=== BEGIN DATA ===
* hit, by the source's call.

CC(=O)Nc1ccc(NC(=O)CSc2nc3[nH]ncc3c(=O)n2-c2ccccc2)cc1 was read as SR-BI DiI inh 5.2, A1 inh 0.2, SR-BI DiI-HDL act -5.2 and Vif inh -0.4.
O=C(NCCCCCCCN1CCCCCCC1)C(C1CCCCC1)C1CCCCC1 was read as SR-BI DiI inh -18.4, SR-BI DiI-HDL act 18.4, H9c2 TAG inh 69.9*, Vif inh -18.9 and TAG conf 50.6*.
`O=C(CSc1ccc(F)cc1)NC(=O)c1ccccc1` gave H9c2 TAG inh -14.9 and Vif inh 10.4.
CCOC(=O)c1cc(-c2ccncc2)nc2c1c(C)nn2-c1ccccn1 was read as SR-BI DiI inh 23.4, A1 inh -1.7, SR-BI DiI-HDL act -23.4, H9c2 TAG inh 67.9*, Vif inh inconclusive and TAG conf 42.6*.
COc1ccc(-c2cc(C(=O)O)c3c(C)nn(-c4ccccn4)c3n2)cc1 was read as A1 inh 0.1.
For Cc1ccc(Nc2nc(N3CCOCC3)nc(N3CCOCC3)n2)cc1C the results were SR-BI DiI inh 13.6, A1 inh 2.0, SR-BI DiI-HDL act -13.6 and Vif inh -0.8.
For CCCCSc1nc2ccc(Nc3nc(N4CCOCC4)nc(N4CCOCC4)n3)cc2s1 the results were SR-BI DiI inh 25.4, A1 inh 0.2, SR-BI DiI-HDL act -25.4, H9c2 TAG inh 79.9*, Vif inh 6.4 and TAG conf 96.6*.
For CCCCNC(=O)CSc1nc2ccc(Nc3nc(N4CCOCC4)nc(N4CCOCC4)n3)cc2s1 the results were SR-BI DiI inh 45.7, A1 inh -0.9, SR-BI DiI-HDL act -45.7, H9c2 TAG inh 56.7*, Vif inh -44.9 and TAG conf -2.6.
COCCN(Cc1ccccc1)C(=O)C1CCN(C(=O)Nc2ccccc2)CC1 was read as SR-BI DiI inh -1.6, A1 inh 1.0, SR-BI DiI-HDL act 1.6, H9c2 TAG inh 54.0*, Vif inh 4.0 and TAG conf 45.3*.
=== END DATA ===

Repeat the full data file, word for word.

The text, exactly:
* hit, by the source's call.

CC(=O)Nc1ccc(NC(=O)CSc2nc3[nH]ncc3c(=O)n2-c2ccccc2)cc1 was read as SR-BI DiI inh 5.2, A1 inh 0.2, SR-BI DiI-HDL act -5.2 and Vif inh -0.4.
O=C(NCCCCCCCN1CCCCCCC1)C(C1CCCCC1)C1CCCCC1 was read as SR-BI DiI inh -18.4, SR-BI DiI-HDL act 18.4, H9c2 TAG inh 69.9*, Vif inh -18.9 and TAG conf 50.6*.
`O=C(CSc1ccc(F)cc1)NC(=O)c1ccccc1` gave H9c2 TAG inh -14.9 and Vif inh 10.4.
CCOC(=O)c1cc(-c2ccncc2)nc2c1c(C)nn2-c1ccccn1 was read as SR-BI DiI inh 23.4, A1 inh -1.7, SR-BI DiI-HDL act -23.4, H9c2 TAG inh 67.9*, Vif inh inconclusive and TAG conf 42.6*.
COc1ccc(-c2cc(C(=O)O)c3c(C)nn(-c4ccccn4)c3n2)cc1 was read as A1 inh 0.1.
For Cc1ccc(Nc2nc(N3CCOCC3)nc(N3CCOCC3)n2)cc1C the results were SR-BI DiI inh 13.6, A1 inh 2.0, SR-BI DiI-HDL act -13.6 and Vif inh -0.8.
For CCCCSc1nc2ccc(Nc3nc(N4CCOCC4)nc(N4CCOCC4)n3)cc2s1 the results were SR-BI DiI inh 25.4, A1 inh 0.2, SR-BI DiI-HDL act -25.4, H9c2 TAG inh 79.9*, Vif inh 6.4 and TAG conf 96.6*.
For CCCCNC(=O)CSc1nc2ccc(Nc3nc(N4CCOCC4)nc(N4CCOCC4)n3)cc2s1 the results were SR-BI DiI inh 45.7, A1 inh -0.9, SR-BI DiI-HDL act -45.7, H9c2 TAG inh 56.7*, Vif inh -44.9 and TAG conf -2.6.
COCCN(Cc1ccccc1)C(=O)C1CCN(C(=O)Nc2ccccc2)CC1 was read as SR-BI DiI inh -1.6, A1 inh 1.0, SR-BI DiI-HDL act 1.6, H9c2 TAG inh 54.0*, Vif inh 4.0 and TAG conf 45.3*.